Being Cognizant of Reactive Soil Sites (Part II)

Being Cognizant of Reactive Soil Sites (Part II)In our last post, we dove into the crazy world of reactive soil sites. Missed it? Here’s a brief recap of the fun facts that we covered:

  • Reactive does not refer to contamination in any way. It refers to the way that the soil will react when it comes into contact with different levels of moisture.
  • If the soil is clay based, it will have some degree of reactivity. The more that your soil will shift or move based on levels of moisture, levels just how reactive it is.
  • There is a governing body, or rating that measures reactive levels. It’s called the Australian Standard AS 2870/2011.

Today we talk more comprehensively about the different levels of reactivity and how to handle them. Here’s a handy list of the different ratings that the Australian Standard AS 2870/2011 encompasses:

Site classifications and movement based on soil reactivity

Class A (0-10mm)Stable, non-reactive. Most sand and rock sites. Little or no ground movement likely as a result of moisture changes.
Class S (10-20mm)Slightly reactive clay sites. May experience slight ground movement as a result of moisture changes.
Class M / M-D
Moderately reactive clay or silt sites. May experience moderate ground movement as a result of soil conditions and moisture changes.
Class H1 / H1-D (40-60mm)Highly reactive clay sites. May experience a high amount of ground movement as a result of soil conditions and moisture changes.
Class H2 / H2-D (60-75mm)Highly reactive clay sites. May experience very high ground movement as a result of soil conditions and moisture changes.
Class E / E-D (75mm+)Extremely reactive sites. May experience extreme amounts of ground movement as a result of soil conditions and moisture changes.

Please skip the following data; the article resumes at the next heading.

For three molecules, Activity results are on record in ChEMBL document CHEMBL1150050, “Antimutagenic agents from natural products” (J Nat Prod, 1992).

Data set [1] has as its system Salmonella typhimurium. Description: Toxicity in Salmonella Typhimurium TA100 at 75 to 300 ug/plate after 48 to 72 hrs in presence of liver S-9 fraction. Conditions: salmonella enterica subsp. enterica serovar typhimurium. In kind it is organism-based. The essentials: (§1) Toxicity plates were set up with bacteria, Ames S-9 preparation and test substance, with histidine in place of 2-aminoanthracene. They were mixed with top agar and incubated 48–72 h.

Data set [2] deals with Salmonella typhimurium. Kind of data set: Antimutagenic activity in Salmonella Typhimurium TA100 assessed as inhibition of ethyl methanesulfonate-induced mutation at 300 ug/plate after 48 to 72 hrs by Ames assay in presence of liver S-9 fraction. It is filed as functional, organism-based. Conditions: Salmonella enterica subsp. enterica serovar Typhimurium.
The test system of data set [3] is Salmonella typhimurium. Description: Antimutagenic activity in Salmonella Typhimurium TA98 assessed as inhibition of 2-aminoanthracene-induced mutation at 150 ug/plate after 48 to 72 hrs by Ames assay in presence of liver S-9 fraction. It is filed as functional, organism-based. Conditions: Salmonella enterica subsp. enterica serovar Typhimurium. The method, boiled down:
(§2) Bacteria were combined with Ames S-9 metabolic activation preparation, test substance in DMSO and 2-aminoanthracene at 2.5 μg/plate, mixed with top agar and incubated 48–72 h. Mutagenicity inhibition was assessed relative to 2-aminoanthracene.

Class P (this is approximately 70% of building sites in Australia)Problem sites. The ability of the soil to evenly bear a load is very poor. Sites may be classified as 'Class P' as a result of mine subsidence, landslip, collapse activity or coastal erosion (e.g. dunes), soft soils with a lack of suitable bearing, cut and/or filled sites, or creep areas.
Ground movement as a result of moisture changes may be very severe, and these sites are typically subject to abnormal moisture conditions resulting from things like trees, dams and poor site drainage. If you are building on a Class P site you will need to consult a structural engineer.
The 'D' inclusion (i.e M-D, H1-D, H2-D or E-D)The 'D' in these classifications refers to 'deep' movements in soil due to deep variances in moisture. These classifications are mostly found in dry areas (e.g. north of the Great Dividing range, in places like Stawell, Horsham, Mildura, Bendigo, Shepparton and Wangaratta).

As mentioned in our last post, there’s never any reason to fear. Restumping Melbourne has dealt with every subfloor and soil issue under the sun, our team is equipped with the know-how on how to help.

Let’s talk first about the Class A and Class S sites. You’ll note that they range from 0-20mm of movement, pretty stable as far as the chart goes. For these situations, the Restumping Melbourne team leverages reinforced slabs with concrete beam footings. No additional work or maintenance is needed here, especially since you can always depend on the highest grade materials from our team.